Many U.S. consumers are reacting to coronavirus reports by stocking up on food and household supplies in case they need to stay isolated in their homes. They are shopping online and using delivery services rather than going to retail stores.
This surge in demand is beginning to overwhelm some delivery services. Amazon has alerted its customers that it anticipates delays in the normal order fulfillment schedule. Brick-and-mortar stores are reporting buyer runs on grocery items such as water and packaged foods. People are preparing to hunker down if the coronavirus spreads beyond the very limited cases that have been reported thus far.
Overall, retailers face much uncertainty from possible challenges such as supply chain disruption, decreased store foot traffic, and worker absences. Until the virus cases and fear subsides, retailers, like the travel industry, will be a highly impacted sector in the U.S. economy.
A Bloomberg article, which is excerpted below, discusses more on this topic:
Amazon.com Inc.’s Prime Now and Amazon Fresh delivery services have been overwhelmed by demand, a sign that virus-spooked shoppers are turning to the world’s largest online retailer to avoid going to brick-and-mortar stores.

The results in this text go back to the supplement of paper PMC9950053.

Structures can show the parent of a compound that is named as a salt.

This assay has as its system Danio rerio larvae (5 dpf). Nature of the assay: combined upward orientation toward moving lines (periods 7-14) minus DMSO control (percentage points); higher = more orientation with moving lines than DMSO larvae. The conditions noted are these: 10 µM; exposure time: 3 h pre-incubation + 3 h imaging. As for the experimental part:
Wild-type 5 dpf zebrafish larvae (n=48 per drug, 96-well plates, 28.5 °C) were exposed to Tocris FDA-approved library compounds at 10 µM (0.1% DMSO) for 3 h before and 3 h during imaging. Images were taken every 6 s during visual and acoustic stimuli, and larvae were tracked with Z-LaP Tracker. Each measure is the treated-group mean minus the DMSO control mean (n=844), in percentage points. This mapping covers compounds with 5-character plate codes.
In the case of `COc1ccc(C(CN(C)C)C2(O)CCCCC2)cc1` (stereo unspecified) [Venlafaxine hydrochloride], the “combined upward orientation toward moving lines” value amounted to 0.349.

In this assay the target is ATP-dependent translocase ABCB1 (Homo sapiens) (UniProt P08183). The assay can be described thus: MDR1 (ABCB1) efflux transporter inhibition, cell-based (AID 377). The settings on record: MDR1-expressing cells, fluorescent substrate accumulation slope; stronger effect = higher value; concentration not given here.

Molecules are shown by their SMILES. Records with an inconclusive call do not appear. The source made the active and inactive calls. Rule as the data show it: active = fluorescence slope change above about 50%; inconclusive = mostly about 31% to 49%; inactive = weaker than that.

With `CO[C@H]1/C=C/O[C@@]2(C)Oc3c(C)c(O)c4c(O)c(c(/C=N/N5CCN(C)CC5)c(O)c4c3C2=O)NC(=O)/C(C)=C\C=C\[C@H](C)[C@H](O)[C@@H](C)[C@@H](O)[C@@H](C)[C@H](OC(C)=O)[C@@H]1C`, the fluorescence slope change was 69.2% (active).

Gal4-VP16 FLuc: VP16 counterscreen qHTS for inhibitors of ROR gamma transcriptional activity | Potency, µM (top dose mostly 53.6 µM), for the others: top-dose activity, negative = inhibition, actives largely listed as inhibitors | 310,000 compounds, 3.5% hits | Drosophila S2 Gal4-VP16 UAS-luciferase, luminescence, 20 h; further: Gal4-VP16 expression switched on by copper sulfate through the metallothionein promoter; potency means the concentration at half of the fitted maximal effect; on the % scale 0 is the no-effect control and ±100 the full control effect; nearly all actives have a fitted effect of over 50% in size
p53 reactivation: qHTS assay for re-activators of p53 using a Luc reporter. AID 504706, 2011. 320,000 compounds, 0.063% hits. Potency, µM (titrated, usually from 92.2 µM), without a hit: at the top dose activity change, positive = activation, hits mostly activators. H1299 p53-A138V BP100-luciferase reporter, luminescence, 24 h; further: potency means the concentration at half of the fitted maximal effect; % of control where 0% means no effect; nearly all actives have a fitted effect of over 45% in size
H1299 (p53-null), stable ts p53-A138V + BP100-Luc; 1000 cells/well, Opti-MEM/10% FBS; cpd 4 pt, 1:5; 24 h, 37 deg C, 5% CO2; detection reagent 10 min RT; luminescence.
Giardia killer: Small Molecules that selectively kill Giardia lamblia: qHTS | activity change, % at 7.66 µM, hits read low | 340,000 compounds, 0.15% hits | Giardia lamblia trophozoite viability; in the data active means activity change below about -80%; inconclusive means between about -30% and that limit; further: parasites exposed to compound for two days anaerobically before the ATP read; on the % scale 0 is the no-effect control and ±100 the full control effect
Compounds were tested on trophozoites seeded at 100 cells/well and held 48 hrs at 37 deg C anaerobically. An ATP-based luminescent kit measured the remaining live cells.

Amazon on Monday warned customers that both services would have limited availability, meaning orders are being delivered more slowly than usual. The company hasn’t reduced the number of people or trucks dedicated to either service, but it has seen a surge in demand that’s straining its delivery capacity, according to a person familiar with the matter, who requested anonymity because they aren’t authorized to speak publicly about the issue.
Prime Now is Amazon’s quick delivery service available to Prime subscribers who pay monthly or yearly dues in exchange for delivery discounts and other perks. It offers delivery of a limited selection of products similar to what is found in a convenience store in as little as an hour.
Overview by Raymond Pucci, Director, Merchant Services at Mercator Advisory Group